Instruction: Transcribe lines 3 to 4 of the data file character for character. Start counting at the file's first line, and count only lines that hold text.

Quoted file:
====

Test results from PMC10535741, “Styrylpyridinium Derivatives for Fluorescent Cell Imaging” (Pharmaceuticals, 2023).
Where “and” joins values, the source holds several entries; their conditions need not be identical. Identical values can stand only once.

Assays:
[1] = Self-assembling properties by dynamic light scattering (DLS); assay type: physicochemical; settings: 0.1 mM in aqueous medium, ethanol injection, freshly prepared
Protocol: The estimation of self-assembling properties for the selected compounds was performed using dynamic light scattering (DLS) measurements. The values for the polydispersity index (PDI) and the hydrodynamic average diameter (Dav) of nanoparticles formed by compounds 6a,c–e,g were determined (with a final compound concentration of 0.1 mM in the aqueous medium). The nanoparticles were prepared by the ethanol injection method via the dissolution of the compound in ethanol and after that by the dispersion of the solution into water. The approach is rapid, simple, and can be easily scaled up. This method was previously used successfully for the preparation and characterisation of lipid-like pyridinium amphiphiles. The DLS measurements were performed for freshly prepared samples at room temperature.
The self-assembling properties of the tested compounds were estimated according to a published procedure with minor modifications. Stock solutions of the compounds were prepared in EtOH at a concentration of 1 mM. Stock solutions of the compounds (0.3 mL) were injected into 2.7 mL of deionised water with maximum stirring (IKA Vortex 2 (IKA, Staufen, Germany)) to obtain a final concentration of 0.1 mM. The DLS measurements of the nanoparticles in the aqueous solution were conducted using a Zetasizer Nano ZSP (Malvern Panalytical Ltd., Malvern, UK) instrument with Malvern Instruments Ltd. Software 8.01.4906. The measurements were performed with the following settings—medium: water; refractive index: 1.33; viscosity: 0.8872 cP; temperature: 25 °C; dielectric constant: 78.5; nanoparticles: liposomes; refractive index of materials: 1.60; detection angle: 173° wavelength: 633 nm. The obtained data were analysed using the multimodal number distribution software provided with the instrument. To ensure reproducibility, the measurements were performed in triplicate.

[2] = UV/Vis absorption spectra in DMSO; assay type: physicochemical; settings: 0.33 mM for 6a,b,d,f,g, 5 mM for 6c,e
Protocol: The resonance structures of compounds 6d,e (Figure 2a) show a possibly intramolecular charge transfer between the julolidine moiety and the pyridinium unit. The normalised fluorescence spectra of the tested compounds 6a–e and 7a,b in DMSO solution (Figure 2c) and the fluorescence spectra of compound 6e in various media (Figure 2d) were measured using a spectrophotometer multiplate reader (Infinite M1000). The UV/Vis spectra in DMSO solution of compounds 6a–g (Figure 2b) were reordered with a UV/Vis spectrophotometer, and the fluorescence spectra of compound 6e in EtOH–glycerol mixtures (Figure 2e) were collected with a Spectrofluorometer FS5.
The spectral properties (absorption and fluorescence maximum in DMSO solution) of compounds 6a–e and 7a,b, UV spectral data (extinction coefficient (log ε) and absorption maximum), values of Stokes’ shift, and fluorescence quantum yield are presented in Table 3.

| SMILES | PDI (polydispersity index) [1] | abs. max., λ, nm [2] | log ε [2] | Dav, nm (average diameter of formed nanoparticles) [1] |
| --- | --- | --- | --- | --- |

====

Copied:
Assays:
[1] = Self-assembling properties by dynamic light scattering (DLS); assay type: physicochemical; settings: 0.1 mM in aqueous medium, ethanol injection, freshly prepared